Camera and Lens Matchmaking

Nut case alert. The following may all be bunkum, based purely on intuition and personal bias..

Not overly superstitious, I do believe in intuition and gut feelings. Nature has blessed us with the innate ability to feel trouble coming or when something is right, but we have learned to ignore many of these “life’s sign posts”.

Sometimes a camera and lens just seem to like each other. I have 3 EM5’s, all cosmetically different, but the differences do not end there. Each seems to “take” better to some types of photography with certain lenses better than others.

I have had plenty of perfect matches in the past, each good at that one or a few specific things, but often poor at others. The european thing would be to keep each for it’s assigned task, but boring simplicity has forced me to part with some and commit to one.

5D mk2 and Voigtlander 40mm f2. This worked brilliantly as a low angle street set-up. The manual focus markings, smooth MF and small size of the lens allowed me good control and form factor on the 5D, although the camera lacked accuracy with the lens for eye level MF without a replacement screen.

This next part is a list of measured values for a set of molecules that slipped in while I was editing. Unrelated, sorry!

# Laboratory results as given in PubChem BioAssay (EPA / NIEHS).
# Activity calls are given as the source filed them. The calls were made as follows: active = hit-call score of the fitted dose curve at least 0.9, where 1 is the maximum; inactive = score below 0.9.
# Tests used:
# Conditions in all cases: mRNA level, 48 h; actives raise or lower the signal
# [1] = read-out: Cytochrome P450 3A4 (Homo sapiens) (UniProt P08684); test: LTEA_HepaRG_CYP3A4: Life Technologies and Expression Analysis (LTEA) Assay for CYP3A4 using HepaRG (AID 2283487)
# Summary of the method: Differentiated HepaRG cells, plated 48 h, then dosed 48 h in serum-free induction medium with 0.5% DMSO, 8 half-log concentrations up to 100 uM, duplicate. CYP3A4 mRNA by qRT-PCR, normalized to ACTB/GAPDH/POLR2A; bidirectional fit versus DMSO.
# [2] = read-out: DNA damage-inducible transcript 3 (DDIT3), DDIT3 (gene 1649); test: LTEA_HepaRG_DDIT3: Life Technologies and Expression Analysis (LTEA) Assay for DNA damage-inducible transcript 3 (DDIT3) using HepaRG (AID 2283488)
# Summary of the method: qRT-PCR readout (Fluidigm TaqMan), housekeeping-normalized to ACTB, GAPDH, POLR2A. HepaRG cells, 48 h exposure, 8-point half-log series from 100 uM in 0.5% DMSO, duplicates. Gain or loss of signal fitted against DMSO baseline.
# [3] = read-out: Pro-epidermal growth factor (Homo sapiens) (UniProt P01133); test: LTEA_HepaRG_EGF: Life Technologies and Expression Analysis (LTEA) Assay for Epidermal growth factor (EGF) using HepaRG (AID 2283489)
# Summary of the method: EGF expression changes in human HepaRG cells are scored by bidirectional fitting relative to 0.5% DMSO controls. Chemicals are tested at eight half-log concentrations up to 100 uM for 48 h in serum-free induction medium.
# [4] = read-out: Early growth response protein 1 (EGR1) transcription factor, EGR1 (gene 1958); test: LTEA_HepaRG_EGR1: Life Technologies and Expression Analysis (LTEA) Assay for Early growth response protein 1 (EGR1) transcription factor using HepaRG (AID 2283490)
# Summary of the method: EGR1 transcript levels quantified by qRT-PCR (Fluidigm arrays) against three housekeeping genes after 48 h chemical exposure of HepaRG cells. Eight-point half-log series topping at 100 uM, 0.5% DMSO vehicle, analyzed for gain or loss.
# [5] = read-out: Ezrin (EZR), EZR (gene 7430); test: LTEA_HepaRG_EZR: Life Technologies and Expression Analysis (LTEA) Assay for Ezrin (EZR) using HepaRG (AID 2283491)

The FF body seemed small in the hand with the 40mm pancake. In one walk through this market, I netted 20-30 useful images. The same walk months later with an XE-1 and 27mm was far less successful.

The FF body seemed small in the hand with the 40mm pancake. In one walk through this market, I netted 20-30 useful images. The same walk months later with an XE-1 and 27mm was far less successful.

F1n and FD 50mm f1.4. This was the ideal one camera-one lens-one for a year kit in it’s day. The two just worked and produced great images. I had lots of other lenses at the time and no great love for the 50mm focal length, but this kit worked well enough to force itself into my hands.